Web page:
Sandwiched between the Hoovers and the New Dealers, we've got the Clinton-Obama New Democrats who want to please Wall Street in order to keep the campaign dollars flowing, while also preserving some modicum of a safety net. Thus, they adopt the schizophrenic deficit dove position: deficits are OK now, to clean up the mess caused by Wall Street, but we've got to reign-in "entitlements" to balance the budget once the crisis is past. Oh, and let's not mess with Wall Street, which has surely learned its lesson this time around. These New Dems are unwitting and unscripted characters in a morality play they do not understand, confusing economics for morals. Hence, they hold their noses and side with the New Dealers for the current deficit debauchery, but to atone for their sins go with the Hoover deficit hawks for balanced budgets in the sweet hereafter.

Here's the problem for the Moral Right and the Schizoid Center. In poll after poll, the American people consistently reject spending cuts for any program other than "foreign aid". Indeed, they want more federal government spending for education, veteran's benefits, (national) healthcare, and Medicare -- areas our morality warriors plan to cut. According to the recent PEW survey, 45% of Americans are willing to cut global poverty assistance; no other category of federal government spending comes close to achieving a majority in favor of cuts, as the following table demonstrates. (Find the full report here.)

pew-deficit-table

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Note that aside from global poverty assistance, only military defense and unemployment assistance find slightly more support for cuts than for spending increases; in all other areas, Americans favor more spending. Even Medicare -- a favored target of deficit hawks -- finds nearly three times more Americans favoring spending increases than the tiny minority willing to cut it. And Social Security remains the most popular government program ever -- no matter how often the deficit hawks tell Americans that no progress can be made on deficit reduction without gutting Social Security.

Disingenuously, Representative Judy Biggert claimed that Republicans "have a mandate from the American people to cut spending". They have nothing of the sort. The mandate is loud and clear: Americans want investment in all those areas that will improve the quality of life now and in the future.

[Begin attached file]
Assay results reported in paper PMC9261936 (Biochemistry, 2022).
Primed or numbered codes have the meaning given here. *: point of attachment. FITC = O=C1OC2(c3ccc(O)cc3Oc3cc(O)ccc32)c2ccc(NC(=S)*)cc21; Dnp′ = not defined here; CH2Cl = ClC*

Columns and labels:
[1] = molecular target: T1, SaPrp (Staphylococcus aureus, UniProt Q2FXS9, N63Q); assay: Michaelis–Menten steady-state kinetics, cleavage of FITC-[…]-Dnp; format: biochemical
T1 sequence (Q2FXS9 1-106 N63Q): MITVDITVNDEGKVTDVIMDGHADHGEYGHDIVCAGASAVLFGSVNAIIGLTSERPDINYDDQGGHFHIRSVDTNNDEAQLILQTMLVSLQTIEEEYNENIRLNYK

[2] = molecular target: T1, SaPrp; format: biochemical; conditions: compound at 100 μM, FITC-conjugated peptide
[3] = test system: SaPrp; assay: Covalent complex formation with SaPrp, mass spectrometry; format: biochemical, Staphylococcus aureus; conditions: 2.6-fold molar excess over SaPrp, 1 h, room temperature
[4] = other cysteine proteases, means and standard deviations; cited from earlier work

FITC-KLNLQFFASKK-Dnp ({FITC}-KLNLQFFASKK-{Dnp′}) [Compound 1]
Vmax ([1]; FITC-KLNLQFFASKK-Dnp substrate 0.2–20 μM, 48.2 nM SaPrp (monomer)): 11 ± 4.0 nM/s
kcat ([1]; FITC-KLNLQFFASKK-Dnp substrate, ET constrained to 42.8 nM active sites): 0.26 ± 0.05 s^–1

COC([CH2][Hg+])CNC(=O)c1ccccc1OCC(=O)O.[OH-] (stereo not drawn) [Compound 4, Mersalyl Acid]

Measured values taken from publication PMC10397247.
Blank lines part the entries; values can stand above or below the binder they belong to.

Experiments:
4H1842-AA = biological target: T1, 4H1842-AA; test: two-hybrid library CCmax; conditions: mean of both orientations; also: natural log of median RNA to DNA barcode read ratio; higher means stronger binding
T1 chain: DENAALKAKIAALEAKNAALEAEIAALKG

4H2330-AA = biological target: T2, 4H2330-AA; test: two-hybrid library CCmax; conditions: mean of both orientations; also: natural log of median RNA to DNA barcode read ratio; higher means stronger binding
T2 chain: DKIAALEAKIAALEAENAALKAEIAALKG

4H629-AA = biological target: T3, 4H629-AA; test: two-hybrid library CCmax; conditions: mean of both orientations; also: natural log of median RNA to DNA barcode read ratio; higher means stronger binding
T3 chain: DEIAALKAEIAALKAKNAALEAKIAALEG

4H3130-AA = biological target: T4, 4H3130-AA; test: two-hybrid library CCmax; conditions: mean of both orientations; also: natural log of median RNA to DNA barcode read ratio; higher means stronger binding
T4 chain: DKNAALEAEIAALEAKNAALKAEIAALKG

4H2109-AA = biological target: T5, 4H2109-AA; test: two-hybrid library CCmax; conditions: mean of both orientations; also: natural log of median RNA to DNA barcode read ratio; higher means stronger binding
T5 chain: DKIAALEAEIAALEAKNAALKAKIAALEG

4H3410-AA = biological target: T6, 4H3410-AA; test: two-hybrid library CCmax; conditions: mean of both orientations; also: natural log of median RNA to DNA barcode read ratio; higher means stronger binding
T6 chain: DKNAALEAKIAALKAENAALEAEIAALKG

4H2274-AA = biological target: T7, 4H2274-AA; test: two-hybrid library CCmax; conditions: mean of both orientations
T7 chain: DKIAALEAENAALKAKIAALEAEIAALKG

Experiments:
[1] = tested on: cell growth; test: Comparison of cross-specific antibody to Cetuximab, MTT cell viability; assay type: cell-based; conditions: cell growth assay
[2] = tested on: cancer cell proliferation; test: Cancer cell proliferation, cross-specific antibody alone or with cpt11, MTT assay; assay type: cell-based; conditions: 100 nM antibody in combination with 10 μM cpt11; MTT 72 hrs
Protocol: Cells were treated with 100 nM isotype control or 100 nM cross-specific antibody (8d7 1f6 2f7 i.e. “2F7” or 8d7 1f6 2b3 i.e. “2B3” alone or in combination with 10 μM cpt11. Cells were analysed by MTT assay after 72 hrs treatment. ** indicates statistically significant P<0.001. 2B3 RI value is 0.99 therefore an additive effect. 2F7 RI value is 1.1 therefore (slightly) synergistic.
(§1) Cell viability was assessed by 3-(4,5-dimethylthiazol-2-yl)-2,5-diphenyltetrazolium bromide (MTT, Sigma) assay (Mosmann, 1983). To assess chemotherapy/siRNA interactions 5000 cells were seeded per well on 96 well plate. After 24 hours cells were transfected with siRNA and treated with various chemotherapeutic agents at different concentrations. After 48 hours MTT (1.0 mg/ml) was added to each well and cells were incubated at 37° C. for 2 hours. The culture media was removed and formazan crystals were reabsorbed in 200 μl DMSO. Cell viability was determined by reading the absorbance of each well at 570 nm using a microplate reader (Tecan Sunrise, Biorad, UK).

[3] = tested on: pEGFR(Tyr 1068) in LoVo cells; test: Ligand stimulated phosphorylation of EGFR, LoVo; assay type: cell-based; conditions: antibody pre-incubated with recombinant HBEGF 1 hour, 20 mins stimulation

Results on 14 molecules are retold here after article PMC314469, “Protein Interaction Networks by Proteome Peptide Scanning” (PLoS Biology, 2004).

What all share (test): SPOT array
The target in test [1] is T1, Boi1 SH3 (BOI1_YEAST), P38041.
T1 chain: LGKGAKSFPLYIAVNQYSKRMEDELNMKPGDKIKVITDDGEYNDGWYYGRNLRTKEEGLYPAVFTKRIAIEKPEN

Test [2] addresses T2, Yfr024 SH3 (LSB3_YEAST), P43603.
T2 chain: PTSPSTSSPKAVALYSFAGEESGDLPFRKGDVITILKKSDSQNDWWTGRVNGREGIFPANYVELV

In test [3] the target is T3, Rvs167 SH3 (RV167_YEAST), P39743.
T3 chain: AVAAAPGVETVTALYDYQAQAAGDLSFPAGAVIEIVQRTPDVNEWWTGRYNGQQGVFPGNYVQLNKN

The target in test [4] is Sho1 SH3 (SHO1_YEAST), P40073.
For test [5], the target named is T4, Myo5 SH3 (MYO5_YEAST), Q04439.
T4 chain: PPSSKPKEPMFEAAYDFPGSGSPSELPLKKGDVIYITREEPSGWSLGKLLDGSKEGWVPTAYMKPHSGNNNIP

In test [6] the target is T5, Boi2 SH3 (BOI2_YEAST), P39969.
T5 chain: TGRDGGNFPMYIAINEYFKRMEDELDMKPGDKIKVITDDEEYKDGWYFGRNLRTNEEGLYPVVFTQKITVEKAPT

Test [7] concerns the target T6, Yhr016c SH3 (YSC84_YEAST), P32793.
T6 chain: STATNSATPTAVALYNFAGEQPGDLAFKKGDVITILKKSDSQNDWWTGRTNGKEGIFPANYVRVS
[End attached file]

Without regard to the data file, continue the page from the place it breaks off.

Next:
Nor do Americans want higher taxes -- except on the super rich. But since the super rich are the natural constituency for the Moral Minority and the New Dems, that idea has no chance.

In short, the problem is that if democracy ever had its way in America, the government would be substantially BIGGER, not smaller, and MORE generous, not less. Americans decisively reject modern Hooverism, in spite of the anti-government campaign run out of Washington over the past thirty years.

So what can the Moral Minority do? Deceive. Obfuscate. Scapegoat. Talk about "unfunded mandates", "unsustainable deficits", "debt burdens on our grandkids", "government is running out of money", "welfare queens", "illegal deadbeat aliens", "national bankruptcy". All deceptions.

I hope that Rep. Paul Ryan's admission that deficit hysteria is really about morality, not economics, gets wide coverage. The American people need to know that the morality campaign is well-financed by hedge fund manager Pete Peterson's billions. He and Ryan want to push their Moral Minority views on the Moral Majority.

But the Moral Majority of this country wants more education, not less. Americans want more publicly funded healthcare, not less. They want to help the homeless get off the streets. They want to help grandma and grandpa live a decent life in retirement. They support nutrition programs for mothers and infants. They want to rein in Wall Street and to jail the crooks. And they want government to play its appropriate role in all these matters.

And most of all, they want to leave the world a better place for the generations of Americans to come. As such, they do not, as Ryan put it, "choose to relegate America to another chapter in the history of declining nations." They want no part of the "dog eat dog", "every man for himself", Hobbesian vision hawked by the Morality Minority.

They reject Ryan's "case for limited government" and instead want a government that serves its people.

Let us start with honesty about budget deficits and government debt. There is no honest economic argument against running budget deficits when the economy is below full employment. While we can debate about which programs government ought to fund, and at what level, and about who ought to pay taxes, and how much, there is no legitimate concern about the size of the resulting budget deficit or growth of government debt.

Surely, in a democracy these spending and taxing issues should be decided by the voters, but in a process that is free of all the fear mongering about deficits. The Moral Minority wishes to conceal the truth behind the deficit hysteria because it knows that the majority rejects the minority's position as immoral.

It is not moral to cut nutrition programs for pregnant women and infants, and to eliminate funding of family planning. It is not moral to cut Social Security benefits while handing payroll taxes over to Pete Peterson to supply money to his hedge fund activities. It is not moral to cut the IRS enforcement budget to let Wall Street's tax cheats protect their fortunes. And it is not moral to withhold funding from Wall Street's regulators, such as the SEC (which the GOP plans to cut).

Yet, all of these are components of the Moral Minority's unpalatable platform. No wonder Ryan wants to hide behind his "moral imperative" to cut government -- to keep the debate in the religious arena of morality and away from the light that economics might shine upon it.

L. Randall Wray is Professor of Economics at the University of Missouri-Kansas City.